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  • Writer's pictureAnn Wrixon

California Child Welfare Less Likely to Note Lack of Attachment as a Risk Factor for Children

Ann Wrixon blog on attachment theory in child welfare

A small 2015 study examined how child welfare workers in England, Norway, and California (USA) assessed emotional bonding as a risk factor for children. The California workers were significantly less likely to note this as a risk factor than the workers in England or Norway. This difference is likely due to the education, and assessment tools used by each child welfare system.

In California, the Structured Decision Making (SDM) risk assessment tool, which only has a single question in a supplementary section about emotional bonding. Using the English Assessment Triangle, the worker in England considers several aspects of emotional bonding. In Norway, the workers use their professional judgment. The workers in England were the most likely to note emotional bonding as a risk factor and the workers in Norway were significantly more likely than the workers in California to note this risk, but somewhat less likely than the workers in England. Surprisingly, the workers in California were the most likely to offer services that addressed emotional bonding even though they were the least likely to note it as a risk, and the workers in Norway were the least likely to do so.

The child welfare systems in England and California are both “child protective systems,” which means there is a very high threshold for intervention “with a focus on preventing and stopping serious risk that can harm a child’s health and safety.” (p. 812) Norway uses a “family services system,” “where the aim is to promote a healthy childhood and prevent serious risk and harm.” (p.812) This results in earlier interventions before the risk level is serious. In addition, the child welfare curriculum in Norway puts an emphasis on attachment theory.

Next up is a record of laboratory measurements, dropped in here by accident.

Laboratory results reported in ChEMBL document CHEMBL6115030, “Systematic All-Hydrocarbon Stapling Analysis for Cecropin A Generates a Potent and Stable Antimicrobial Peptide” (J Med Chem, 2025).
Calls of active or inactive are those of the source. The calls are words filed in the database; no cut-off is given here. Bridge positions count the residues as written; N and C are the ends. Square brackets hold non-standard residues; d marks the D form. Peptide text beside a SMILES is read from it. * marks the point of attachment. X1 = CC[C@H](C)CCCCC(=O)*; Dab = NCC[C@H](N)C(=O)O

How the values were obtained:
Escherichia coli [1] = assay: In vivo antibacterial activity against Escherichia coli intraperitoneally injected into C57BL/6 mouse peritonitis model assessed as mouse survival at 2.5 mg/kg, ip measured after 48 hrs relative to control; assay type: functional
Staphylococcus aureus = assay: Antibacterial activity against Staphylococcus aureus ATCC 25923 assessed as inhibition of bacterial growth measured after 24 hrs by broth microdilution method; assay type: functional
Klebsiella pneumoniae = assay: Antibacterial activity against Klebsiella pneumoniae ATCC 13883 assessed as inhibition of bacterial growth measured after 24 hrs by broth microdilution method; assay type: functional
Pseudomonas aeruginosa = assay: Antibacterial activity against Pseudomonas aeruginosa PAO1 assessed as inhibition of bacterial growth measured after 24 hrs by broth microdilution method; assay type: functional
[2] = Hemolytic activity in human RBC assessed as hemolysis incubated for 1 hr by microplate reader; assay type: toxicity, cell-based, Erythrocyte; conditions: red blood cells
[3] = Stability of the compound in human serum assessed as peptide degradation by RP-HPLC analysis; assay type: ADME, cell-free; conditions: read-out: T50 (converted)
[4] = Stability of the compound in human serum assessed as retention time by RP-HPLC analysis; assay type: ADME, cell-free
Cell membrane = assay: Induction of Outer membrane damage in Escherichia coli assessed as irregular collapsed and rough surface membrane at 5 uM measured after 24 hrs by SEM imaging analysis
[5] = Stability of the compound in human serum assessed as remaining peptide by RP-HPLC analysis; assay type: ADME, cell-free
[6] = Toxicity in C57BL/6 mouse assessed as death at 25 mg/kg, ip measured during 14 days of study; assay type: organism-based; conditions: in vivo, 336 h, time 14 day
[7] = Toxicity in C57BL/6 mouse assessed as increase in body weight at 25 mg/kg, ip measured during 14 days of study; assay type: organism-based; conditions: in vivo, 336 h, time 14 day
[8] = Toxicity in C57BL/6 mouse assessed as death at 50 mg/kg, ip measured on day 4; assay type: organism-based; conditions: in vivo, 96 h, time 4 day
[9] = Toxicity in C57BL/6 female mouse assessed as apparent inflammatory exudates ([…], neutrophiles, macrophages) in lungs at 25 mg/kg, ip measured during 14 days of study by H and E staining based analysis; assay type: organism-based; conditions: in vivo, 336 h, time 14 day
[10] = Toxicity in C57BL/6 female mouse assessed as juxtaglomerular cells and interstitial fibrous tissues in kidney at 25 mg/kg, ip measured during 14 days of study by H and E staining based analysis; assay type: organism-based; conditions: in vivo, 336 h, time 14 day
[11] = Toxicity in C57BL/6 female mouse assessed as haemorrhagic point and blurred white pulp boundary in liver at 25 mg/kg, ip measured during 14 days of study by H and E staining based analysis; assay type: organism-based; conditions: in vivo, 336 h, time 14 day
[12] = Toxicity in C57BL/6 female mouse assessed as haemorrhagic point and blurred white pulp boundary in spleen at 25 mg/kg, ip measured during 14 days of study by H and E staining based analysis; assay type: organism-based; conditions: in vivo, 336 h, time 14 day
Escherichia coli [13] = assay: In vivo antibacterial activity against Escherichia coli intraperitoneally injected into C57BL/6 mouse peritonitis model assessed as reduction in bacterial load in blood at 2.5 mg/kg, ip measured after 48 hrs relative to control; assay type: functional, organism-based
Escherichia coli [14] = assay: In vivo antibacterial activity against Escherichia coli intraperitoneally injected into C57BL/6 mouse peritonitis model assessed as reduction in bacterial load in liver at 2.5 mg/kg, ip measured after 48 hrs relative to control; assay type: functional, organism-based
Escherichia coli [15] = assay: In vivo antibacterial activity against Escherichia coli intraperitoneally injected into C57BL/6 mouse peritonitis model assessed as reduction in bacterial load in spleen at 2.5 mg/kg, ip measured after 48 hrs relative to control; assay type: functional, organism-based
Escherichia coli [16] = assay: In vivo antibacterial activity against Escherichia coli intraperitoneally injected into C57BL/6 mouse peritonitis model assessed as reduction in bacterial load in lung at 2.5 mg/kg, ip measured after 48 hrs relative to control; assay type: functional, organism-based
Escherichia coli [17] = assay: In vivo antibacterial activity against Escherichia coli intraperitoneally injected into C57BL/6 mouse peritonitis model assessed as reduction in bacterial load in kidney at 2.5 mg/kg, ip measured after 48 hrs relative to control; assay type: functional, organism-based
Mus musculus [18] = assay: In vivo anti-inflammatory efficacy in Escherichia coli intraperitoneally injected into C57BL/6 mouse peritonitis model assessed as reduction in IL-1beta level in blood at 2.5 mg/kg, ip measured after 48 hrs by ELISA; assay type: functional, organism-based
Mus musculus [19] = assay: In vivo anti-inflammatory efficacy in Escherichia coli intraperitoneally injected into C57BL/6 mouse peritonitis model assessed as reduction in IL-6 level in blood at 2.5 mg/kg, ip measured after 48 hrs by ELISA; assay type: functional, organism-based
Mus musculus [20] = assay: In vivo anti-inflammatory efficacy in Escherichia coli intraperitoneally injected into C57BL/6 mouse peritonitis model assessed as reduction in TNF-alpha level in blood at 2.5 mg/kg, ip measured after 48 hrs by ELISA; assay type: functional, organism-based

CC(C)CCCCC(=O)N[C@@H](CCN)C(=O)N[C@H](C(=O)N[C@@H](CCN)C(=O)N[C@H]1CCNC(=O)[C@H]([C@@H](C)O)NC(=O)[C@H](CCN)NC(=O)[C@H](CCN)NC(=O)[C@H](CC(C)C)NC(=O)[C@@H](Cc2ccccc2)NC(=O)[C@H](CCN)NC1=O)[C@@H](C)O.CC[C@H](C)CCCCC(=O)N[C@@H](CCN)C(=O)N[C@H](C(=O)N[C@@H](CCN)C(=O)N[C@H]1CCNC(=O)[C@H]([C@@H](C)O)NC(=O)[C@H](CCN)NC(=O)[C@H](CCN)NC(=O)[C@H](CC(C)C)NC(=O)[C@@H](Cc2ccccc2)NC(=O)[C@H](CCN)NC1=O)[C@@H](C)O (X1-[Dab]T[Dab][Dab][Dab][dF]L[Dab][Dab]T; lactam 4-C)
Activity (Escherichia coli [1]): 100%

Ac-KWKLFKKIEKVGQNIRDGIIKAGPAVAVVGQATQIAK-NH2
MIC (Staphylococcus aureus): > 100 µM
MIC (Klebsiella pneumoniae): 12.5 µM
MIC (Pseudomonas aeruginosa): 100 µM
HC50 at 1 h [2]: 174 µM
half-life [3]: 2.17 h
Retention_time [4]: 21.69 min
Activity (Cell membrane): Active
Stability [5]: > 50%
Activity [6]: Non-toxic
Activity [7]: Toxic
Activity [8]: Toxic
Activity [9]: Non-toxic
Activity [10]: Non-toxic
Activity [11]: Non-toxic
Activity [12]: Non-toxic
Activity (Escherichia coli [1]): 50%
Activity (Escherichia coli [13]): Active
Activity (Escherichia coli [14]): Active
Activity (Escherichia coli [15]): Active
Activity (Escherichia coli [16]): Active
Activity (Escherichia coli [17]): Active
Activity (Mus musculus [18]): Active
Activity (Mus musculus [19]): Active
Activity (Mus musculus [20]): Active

This study shows that despite the underlying system type, the risk assessment tool used by workers has a significant effect on how child welfare workers use emotional bonding in assessing risk to children. Although England and California both use the “child protective system” model, the workers in England use an assessment model that includes an emphasis on emotional bonding, and therefore are very attuned to this issue in their assessments. Norway uses a “family services system” model, and does not have a standardized assessment tool, but emphasizes attachment theory in their educational curriculum, so that they almost as frequently assess emotional bonding as a risk as do workers in England. California workers referring more families for services indicates that services relating to emotional bonding exist in California, but workers are less likely to note that attachment is an issue.

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